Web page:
Farmers have experimented to see if crops can thrive in places rich with Phosphorus legacy without administrating more of it. Perhaps unsurprisingly, they have found places where crops can thrive for dozens of years on the stores built up in the ground. According to National Geographic, the most extreme example comes from Saskatchewan, where researchers haven't poured any Phosphorus into plots of wheat since 1995. A quarter of a century later they still haven't noticed any problems. 

Do plants adapt to the scarcity of Phosphorus?

Plants do adapt to Phosphorus depletion in nature. There are known examples from the wildlife where plants develop new means of how to access Phosphorus that's deeper in the ground or generally less accessible. 

Some plant species are known to have evolved extensive roots that search out Phosphorus. Others unleash specific chemicals to unlock the nutrient from the soil. Unfortunately, most commercial crops don't have much of these abilities. Genetically engineered crops are typically designed for well-fertilized soils where the plant has all nutrients almost instantaneously. These plants do not need to take the extra effort to unlock hidden deposits of Phosphorus in the soil. This issue comes down to breeders who have, traditionally, in a world abundant with resources, opted for varieties that grow fast rather than varieties that are better at self-nourishing. The result is pretty lazy plants when it comes to nutrients search. 

How to recognize Phosphorus deficiency in cannabis plants?

When marijuana plants fail to access proper amounts of Phosphorus, it leads to a deficiency. Knowing how Phosphorus moves in the different parts of the cannabis plant can help growers identify problems early on.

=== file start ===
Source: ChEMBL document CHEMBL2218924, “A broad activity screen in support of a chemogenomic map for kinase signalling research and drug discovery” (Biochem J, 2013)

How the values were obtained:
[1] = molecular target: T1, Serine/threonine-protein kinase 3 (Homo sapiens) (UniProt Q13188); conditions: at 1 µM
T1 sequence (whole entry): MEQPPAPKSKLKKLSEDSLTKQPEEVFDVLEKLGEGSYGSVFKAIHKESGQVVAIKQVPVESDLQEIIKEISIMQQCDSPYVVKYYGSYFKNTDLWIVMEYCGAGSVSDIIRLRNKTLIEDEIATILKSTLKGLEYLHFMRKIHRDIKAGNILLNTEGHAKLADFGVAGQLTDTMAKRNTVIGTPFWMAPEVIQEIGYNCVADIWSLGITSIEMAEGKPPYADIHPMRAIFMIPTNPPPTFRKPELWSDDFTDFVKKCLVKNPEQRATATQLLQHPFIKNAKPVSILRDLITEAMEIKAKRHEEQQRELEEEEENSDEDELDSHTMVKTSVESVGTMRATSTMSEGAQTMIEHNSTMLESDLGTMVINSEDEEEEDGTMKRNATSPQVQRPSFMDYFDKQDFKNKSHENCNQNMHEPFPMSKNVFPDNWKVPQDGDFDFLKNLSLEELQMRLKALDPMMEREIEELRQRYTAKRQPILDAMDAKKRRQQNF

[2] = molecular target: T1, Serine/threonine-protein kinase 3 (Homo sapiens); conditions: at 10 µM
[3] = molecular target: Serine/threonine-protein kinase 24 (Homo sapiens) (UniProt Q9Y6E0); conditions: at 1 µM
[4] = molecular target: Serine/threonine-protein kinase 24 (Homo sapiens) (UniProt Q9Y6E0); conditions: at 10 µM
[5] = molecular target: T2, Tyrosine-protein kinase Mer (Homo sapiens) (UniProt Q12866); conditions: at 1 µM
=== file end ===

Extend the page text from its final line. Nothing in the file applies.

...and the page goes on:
Phosphorus is a mobile nutrient and it moves to areas such as the youngest leaves where there's more "plant activity." As this element depletes from older leaves, they do turn yellow. The oldest and lowest leaves of the marijuana plant act as nutrient reservoirs, and this area of the plant is the first the plant will use when it needs Phosphorus. 

When more leaves on the cannabis plant begin to turn yellow, it means the Phosphorus deficiency is in an advanced stage. If not treated, the yellow leaves will further deteriorate and fall from the plant, but by then the deficiency will be noticeable on other parts of the plant too. If a deficiency is not addressed by the grower, there follows rapid defoliation. The plant loses all leaves, stops performing key functions, and ultimately dies. If not from the deficiency itself, then from foreign organisms such as pests, fungi, and other microbes that are easy to multiply on vulnerable plants. 

How to treat Phosphorus deficiency?

The first step is to check the pH of the soil where the cannabis plants are growing. The pH value must be in the range of 5.5-6.5. If a hydroponic system is used, the acceptable pH range is between 5.5. and 6.2. 

The next step is to flush the roots with a stable pH according to the growth stage and then water with a balanced fertilizer rich in Phosphorus.

Growers can use both organic or mineral fertilizer to solve the nutrient lockout. The process will correct the excess of other elements like zinc and iron that usually block the plant's uptake and processing of Phosphorus. 

How to treat Phosphorus excess?

There is Phosphorus deficiency, and there's also Phosphorus excess. Excess can lead to a significant lockout of other nutrients the cannabis plant also dearly needs to thrive. These include calcium, copper, magnesium, iron, or zinc.

A common practice to address Phosphorus excess is to flush out the roots of the plant with an excess amount of water, more so than the container where you grow the plant can hold. Growers can also use products that dissolve salts to ease the flushing of the roots. Depending on the life stage of the plant, growers should always adjust the pH level as well. 

Stephen Andrews